This is something that CCP has been struggling with for the last couple of years, as passive income sources grow ever-larger and the player base shifts toward a stable mix of veterans that have min-maxed the hell out of the various means of acquiring personal wealth in New Eden. Rote Kapelle was lucky enough to pick up a CVA FC in the last couple of days, and something that he wrote in his CVA resignation letter applies here:
There is no "poor" in Eve anymore: Incursions, cobalt buff, wormholes, forsaken hubs, mag sites, 10/10s, lowsec L4 mission blitzing... it's all available...Bet a lot of people who read that letter in CVA objected to to being told there's "no poor in EVE any more." ;-)
"Players are always richer than you think," goes this argument in Reyk. The CSM arguing this very point to CCP at the May Summit certainly reinforces this view. And like every good lie, there's a kernel of truth in it.
Yeah, that's right. I said lie.
Because sooner or later, if EVE if going to survive, we're going to need a large influx of brand new players. So those that are arguing "nerf all the income sources" are not doing anything except arguing for sowing the seeds of the game's eventual destruction. Inflation is driving up the price of commodities, ships, and mods all over the game; we've all seen it. Combine that with the pushing down of brand new player incomes that's come from L4 mission nerfs and player events like miner ganking and bumping and you're left with quite the little chicken-egg problem. Which is a big reason why cheap ships like frigates and cruisers are being buffed like crazy. But more about that another time.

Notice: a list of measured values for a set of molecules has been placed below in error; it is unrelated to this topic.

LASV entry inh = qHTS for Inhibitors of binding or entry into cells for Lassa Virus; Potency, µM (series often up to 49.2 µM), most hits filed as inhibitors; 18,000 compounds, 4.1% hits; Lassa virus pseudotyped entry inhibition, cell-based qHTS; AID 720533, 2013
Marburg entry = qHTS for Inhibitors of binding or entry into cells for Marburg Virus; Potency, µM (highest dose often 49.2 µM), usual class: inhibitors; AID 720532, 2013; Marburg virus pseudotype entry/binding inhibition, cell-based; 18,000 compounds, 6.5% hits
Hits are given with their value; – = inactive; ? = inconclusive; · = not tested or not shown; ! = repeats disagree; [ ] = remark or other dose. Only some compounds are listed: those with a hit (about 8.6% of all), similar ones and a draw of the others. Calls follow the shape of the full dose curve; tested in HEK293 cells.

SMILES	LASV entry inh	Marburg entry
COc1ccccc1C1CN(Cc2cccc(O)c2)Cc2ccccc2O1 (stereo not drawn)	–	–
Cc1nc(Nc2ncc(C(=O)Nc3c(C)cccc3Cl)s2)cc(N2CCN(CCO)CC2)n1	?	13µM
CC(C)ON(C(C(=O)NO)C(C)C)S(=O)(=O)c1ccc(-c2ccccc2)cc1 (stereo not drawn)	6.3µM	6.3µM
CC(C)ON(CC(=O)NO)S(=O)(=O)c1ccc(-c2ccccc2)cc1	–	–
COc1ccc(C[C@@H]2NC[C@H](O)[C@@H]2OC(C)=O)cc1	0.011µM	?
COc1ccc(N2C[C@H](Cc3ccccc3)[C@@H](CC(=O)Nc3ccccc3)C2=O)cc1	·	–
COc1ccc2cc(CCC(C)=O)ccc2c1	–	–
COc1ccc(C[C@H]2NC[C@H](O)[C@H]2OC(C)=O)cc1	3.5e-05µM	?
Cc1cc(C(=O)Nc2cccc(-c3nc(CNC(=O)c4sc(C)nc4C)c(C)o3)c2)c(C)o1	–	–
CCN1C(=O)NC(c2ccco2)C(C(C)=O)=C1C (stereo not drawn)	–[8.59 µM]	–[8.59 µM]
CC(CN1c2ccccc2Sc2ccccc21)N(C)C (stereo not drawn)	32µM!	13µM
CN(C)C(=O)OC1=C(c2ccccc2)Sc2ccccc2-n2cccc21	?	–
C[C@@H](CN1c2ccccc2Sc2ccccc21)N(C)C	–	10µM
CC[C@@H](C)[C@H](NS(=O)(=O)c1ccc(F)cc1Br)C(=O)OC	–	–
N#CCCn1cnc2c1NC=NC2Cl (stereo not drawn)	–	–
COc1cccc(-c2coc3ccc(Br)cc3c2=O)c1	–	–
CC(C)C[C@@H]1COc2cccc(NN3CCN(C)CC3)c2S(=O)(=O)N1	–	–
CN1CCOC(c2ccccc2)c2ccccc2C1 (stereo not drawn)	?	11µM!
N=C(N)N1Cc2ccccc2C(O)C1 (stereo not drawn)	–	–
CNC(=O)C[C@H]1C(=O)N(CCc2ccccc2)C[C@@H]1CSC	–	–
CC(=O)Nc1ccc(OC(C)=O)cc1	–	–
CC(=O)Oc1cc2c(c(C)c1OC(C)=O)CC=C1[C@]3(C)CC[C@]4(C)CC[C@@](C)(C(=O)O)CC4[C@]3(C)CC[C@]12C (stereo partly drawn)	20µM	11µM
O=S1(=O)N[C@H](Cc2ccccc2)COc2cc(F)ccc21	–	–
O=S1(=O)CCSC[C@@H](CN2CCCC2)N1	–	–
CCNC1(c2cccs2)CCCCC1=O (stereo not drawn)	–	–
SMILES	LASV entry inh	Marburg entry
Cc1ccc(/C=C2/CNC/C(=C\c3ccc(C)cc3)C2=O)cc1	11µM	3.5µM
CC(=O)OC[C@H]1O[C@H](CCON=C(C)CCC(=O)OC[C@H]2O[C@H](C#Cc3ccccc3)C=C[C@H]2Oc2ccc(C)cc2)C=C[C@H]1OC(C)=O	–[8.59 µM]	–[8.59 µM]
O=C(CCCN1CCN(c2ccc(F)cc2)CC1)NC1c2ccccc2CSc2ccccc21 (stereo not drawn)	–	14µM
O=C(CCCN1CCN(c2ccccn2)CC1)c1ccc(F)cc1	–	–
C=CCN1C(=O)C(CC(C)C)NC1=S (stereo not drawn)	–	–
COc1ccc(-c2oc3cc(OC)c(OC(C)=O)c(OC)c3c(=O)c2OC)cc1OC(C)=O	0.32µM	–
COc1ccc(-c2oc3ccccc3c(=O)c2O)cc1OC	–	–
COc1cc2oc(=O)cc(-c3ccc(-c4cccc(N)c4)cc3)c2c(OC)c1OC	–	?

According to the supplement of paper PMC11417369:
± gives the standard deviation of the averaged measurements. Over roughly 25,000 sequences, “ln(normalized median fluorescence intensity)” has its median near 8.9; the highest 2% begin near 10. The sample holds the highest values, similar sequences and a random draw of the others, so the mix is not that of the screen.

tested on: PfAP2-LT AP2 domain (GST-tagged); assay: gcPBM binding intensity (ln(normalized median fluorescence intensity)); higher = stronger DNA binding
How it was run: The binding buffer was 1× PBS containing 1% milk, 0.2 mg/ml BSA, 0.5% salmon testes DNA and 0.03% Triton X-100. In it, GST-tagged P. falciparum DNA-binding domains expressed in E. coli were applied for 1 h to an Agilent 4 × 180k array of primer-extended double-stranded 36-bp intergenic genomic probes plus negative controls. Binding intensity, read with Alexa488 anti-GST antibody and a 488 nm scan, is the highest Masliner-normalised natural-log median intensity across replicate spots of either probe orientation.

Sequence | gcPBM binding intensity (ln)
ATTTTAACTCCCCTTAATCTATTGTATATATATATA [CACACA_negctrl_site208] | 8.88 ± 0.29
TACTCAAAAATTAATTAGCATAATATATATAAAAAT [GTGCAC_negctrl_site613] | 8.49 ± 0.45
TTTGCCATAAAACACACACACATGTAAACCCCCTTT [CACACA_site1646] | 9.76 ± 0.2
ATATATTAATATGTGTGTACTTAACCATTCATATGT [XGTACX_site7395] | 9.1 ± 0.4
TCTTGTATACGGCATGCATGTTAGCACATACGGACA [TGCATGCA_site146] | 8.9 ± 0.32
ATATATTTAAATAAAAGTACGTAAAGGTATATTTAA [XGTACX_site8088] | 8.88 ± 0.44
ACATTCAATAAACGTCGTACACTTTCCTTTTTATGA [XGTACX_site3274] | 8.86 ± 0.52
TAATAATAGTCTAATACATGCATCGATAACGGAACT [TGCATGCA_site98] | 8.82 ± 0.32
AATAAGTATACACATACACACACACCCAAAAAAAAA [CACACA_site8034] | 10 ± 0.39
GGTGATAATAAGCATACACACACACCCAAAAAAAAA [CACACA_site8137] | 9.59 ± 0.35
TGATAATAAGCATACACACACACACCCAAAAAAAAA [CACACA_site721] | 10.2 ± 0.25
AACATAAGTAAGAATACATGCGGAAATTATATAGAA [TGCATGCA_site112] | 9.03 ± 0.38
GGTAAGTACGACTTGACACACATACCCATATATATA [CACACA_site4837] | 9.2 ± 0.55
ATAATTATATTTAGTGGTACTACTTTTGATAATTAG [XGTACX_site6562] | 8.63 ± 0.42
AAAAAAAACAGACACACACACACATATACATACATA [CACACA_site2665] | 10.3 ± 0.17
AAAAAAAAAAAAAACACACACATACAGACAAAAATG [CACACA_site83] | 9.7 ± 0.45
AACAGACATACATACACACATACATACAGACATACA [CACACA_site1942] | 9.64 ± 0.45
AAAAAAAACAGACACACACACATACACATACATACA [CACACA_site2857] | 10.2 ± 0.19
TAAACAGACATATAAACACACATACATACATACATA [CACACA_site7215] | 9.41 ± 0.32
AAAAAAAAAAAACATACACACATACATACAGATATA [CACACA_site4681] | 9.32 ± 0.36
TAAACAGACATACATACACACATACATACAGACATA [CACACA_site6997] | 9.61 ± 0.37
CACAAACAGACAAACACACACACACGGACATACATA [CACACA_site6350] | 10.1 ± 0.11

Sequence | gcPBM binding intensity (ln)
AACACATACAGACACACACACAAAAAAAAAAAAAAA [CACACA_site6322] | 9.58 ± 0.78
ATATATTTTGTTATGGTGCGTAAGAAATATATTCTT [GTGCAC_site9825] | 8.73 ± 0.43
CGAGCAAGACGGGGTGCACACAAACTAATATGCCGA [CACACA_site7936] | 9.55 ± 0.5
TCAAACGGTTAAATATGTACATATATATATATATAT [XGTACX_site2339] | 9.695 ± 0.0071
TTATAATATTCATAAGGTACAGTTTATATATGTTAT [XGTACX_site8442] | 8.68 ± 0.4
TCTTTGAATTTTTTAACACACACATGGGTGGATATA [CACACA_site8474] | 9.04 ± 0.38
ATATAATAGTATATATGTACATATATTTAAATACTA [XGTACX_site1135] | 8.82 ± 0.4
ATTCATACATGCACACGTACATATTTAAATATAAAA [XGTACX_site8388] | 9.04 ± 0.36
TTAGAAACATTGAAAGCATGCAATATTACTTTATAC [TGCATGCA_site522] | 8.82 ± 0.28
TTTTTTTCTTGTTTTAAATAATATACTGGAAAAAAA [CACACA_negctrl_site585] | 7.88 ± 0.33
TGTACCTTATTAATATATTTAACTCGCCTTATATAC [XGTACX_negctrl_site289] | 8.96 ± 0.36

In the meantime, as CCP makes their plans for 2013, they have to keep this dichotomy in mind and pick their battles with care. Anything that they do to try to break the cycle of consumerism and risk aversion that is part of EVE's DNA also threatens to make the EVE early game a stultifying, horribly long experience that nobody will want to go through. They need to give new players good enough income sources to have a hope of catching up... without making those income sources so good that the vets jump on them. So I expect we're going to see them try to build in EVE's new income sources first before they take away some of the old ones. And they'll look for ways to allow new players to grief veterans. The bounty system is a pretty good example of both of these.
And sooner or later, I suspect we're going to view CCP's own version of Project Mayhem in one form or another.
Tyler Durden: It's getting exciting now, two and one-half. Think of everything we've accomplished, man. Out these windows, we will view the collapse of financial history. One step closer to economic equilibrium.
(1) Note to self: blog about the 85-15 rule sometime.